Thursday, May 22, 2008

This month's American Craft Magazine has an essay by Jed Perl in a section called critic's corner. He writes, "The artisanal urge--the fundamental human desire to make something with one's own hands--has never been so endangered as it is right now."

The essay contrasts those who create large scale machine made things passing as art in major museums and selling for millions of dollars with those simple things that bear the imprint of the human hand.

He quotes Bernard Leach from "A Potter's Book,"Beauty will emerge from a fusion of the individual character and culture of the potter with the nature of his materials." Perl goes on to state, "What Leach is emphasizing is the visceral nature of creation, the extent to which the final product can never be separated from the mysterious process of its making.... What fascinates me, reading Leach's account of the making of a pot is how intimately linked the final from is with the act of making."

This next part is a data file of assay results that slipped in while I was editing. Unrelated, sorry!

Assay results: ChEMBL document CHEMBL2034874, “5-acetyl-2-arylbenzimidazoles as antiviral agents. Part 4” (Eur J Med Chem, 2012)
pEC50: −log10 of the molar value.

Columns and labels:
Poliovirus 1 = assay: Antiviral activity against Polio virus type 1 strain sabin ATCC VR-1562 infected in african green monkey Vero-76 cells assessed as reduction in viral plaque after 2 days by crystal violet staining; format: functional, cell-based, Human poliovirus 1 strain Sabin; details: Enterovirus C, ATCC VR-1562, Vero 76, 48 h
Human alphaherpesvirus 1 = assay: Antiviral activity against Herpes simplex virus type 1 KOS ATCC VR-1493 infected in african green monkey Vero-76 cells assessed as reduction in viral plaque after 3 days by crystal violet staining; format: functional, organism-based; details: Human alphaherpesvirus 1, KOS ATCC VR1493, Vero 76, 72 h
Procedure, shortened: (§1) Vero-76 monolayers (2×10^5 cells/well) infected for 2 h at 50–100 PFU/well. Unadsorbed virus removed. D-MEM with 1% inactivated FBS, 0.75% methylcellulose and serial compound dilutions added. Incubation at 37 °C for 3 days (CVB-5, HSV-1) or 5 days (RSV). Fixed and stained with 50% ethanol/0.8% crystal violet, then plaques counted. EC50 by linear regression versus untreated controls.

In essence, we have extracted the hand from the making, and extracted the artist from the making as well. Successful artists are measured in their success by the number of employees they have set in motion producing work that bears no imprint or hint of imprint of human touch, their own or that of others and bears no mark of the human qualities of empathy, compassion, understanding or concern.

As stated by Jed Perls, "Creative spirits, whether painters, or potters, cannot leave a mark on the world if they have not first left a mark on their materials." But don't try to tell that to the museums. They very likely will not understand.

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